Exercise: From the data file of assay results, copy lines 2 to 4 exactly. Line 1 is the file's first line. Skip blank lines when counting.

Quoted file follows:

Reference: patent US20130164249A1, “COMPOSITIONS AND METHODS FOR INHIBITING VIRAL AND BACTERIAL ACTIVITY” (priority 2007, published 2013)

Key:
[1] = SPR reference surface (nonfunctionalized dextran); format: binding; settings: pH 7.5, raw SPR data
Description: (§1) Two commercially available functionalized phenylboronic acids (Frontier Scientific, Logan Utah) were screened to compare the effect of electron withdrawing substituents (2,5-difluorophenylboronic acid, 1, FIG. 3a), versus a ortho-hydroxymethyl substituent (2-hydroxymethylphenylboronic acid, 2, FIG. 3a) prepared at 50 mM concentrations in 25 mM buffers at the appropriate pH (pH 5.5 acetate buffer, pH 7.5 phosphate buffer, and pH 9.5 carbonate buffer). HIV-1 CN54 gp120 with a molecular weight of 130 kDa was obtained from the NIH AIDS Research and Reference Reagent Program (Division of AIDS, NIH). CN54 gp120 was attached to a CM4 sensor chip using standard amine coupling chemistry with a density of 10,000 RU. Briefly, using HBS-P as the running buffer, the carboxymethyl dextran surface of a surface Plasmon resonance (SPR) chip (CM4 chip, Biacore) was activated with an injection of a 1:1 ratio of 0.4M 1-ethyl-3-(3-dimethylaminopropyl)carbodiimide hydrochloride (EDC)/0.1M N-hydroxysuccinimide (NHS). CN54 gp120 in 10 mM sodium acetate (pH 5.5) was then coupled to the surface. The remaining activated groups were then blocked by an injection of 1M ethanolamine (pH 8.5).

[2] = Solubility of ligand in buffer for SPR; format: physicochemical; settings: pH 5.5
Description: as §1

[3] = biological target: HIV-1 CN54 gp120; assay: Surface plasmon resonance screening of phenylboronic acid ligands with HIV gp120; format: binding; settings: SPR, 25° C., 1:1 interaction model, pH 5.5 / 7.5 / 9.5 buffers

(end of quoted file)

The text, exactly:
Key:
[1] = SPR reference surface (nonfunctionalized dextran); format: binding; settings: pH 7.5, raw SPR data
Description: (§1) Two commercially available functionalized phenylboronic acids (Frontier Scientific, Logan Utah) were screened to compare the effect of electron withdrawing substituents (2,5-difluorophenylboronic acid, 1, FIG. 3a), versus a ortho-hydroxymethyl substituent (2-hydroxymethylphenylboronic acid, 2, FIG. 3a) prepared at 50 mM concentrations in 25 mM buffers at the appropriate pH (pH 5.5 acetate buffer, pH 7.5 phosphate buffer, and pH 9.5 carbonate buffer). HIV-1 CN54 gp120 with a molecular weight of 130 kDa was obtained from the NIH AIDS Research and Reference Reagent Program (Division of AIDS, NIH). CN54 gp120 was attached to a CM4 sensor chip using standard amine coupling chemistry with a density of 10,000 RU. Briefly, using HBS-P as the running buffer, the carboxymethyl dextran surface of a surface Plasmon resonance (SPR) chip (CM4 chip, Biacore) was activated with an injection of a 1:1 ratio of 0.4M 1-ethyl-3-(3-dimethylaminopropyl)carbodiimide hydrochloride (EDC)/0.1M N-hydroxysuccinimide (NHS). CN54 gp120 in 10 mM sodium acetate (pH 5.5) was then coupled to the surface. The remaining activated groups were then blocked by an injection of 1M ethanolamine (pH 8.5).